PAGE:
# Question of the Week 9: Chinese Multiplication

The following question is taken from my website Diagnostic Questions. Here you will find 1000s of free, high quality maths multiple choice diagnostic / hinge questions, ideal for assessment for learning, which have been created and shared by maths teachers all over the world.

I'll admit it from the start - I hate this method of written multiplication. I have heard it called "Chinese" and also attributed to Napier (surely he cannot be happy with this), but whatever you want to call it, I am not a big fan.

Don't get me wrong, I have seen many students use the algorithm extremely effectively. And I will also concede that if you have lower achieving students who struggle with other methods of written multiplication, then this is viable option to enable them to get questions correct.

But do they, or indeed any student who uses the method, really know what they are doing?

Well, I wrote this question to find out.Here is my thinking behind each of the answers:

When Diagnostic Questions has the feature to collect students' responses from all over the world (and their accompanying explanations), I will be fascinated to see the results of questions like this. This is all coming soon! :-)

In the meantime, I would love to hear the response of your students when presented with this question.

And I guess there is a wider point for discussion here... does it really matter?

Does it matter that students don't really know what they are doing with this algorithm, so long as they are getting it right. Well, in my opinion, yes it does. If students don't understand what each of the numbers in the grid mean, then not only does this fail to cement their knowledge of place value which is fundamental to success with numbers, but this algorithm will then be added to a long list of rules that they have to remember in maths - rules that are abstract, meaningless, and magically seem to arrive at the right answer. And abstract, meaningless algorithms are easily forgotten, muddled up and misapplied.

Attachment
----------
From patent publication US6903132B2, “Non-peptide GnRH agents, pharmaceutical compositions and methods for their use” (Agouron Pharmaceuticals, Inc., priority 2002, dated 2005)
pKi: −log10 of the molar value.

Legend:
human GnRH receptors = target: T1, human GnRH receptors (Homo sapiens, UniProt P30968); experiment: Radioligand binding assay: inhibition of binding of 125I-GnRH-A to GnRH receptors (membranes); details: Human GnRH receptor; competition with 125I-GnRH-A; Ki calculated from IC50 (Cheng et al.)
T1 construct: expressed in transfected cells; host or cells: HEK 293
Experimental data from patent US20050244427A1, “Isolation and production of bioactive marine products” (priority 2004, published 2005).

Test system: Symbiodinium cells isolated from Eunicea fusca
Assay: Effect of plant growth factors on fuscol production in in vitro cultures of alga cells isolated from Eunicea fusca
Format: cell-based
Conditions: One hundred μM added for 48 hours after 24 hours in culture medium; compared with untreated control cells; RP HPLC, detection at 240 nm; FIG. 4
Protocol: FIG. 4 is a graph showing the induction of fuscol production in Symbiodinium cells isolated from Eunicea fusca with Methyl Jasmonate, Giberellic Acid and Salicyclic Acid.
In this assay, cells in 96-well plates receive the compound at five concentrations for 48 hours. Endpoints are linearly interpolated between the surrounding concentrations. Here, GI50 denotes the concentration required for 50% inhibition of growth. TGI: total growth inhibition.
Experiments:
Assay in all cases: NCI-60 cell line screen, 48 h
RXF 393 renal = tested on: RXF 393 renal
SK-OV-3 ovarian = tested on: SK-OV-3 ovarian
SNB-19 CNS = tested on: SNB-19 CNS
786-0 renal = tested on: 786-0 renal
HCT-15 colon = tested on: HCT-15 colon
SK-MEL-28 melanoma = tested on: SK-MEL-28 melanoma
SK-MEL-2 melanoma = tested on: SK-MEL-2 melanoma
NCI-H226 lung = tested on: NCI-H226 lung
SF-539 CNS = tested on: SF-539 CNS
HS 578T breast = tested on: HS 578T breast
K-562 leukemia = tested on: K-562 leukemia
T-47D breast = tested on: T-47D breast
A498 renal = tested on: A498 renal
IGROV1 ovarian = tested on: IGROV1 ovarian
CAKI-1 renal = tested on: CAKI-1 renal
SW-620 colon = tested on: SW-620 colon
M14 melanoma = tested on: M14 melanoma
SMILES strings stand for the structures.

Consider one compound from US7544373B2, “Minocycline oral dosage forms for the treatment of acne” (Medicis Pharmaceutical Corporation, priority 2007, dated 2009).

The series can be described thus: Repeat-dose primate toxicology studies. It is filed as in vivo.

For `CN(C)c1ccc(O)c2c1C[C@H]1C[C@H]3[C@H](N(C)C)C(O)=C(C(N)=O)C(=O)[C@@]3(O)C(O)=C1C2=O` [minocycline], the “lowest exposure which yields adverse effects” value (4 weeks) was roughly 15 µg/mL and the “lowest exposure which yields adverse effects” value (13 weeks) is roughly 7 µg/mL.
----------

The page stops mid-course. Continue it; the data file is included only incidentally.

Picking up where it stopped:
Oh, and if you are interested, I am a Grid Method man, through and through :-)

I'll admit it from the start - I hate this method of written multiplication. I have heard it called "Chinese" and also attributed to Napier (surely he cannot be happy with this), but whatever you want to call it, I am not a big fan.

Don't get me wrong, I have seen many students use the algorithm extremely effectively. And I will also concede that if you have lower achieving students who struggle with other methods of written multiplication, then this is viable option to enable them to get questions correct.

But do they, or indeed any student who uses the method, really know what they are doing?

Well, I wrote this question to find out.Here is my thinking behind each of the answers:

**Answer A)**could imply a student simply sees the 1 as a 1**Answer B)**is correct (I think!)**Answer C)**could be a result of the student seeing the 0 below the 1, and hence believing it stands for 10. Or, as one of my students confidently explained, it is 10 because it is in the "tens column" underneath the 2 in 626**Answer D)**could be a result of the student seeing the 1010 in the bottom row, and hence thinking the first 1 is 1000, or simply imply a complete misunderstanding of this confusing algorithm.When Diagnostic Questions has the feature to collect students' responses from all over the world (and their accompanying explanations), I will be fascinated to see the results of questions like this. This is all coming soon! :-)

In the meantime, I would love to hear the response of your students when presented with this question.

And I guess there is a wider point for discussion here... does it really matter?

Does it matter that students don't really know what they are doing with this algorithm, so long as they are getting it right. Well, in my opinion, yes it does. If students don't understand what each of the numbers in the grid mean, then not only does this fail to cement their knowledge of place value which is fundamental to success with numbers, but this algorithm will then be added to a long list of rules that they have to remember in maths - rules that are abstract, meaningless, and magically seem to arrive at the right answer. And abstract, meaningless algorithms are easily forgotten, muddled up and misapplied.

Oh, and if you are interested, I am a Grid Method man, through and through :-)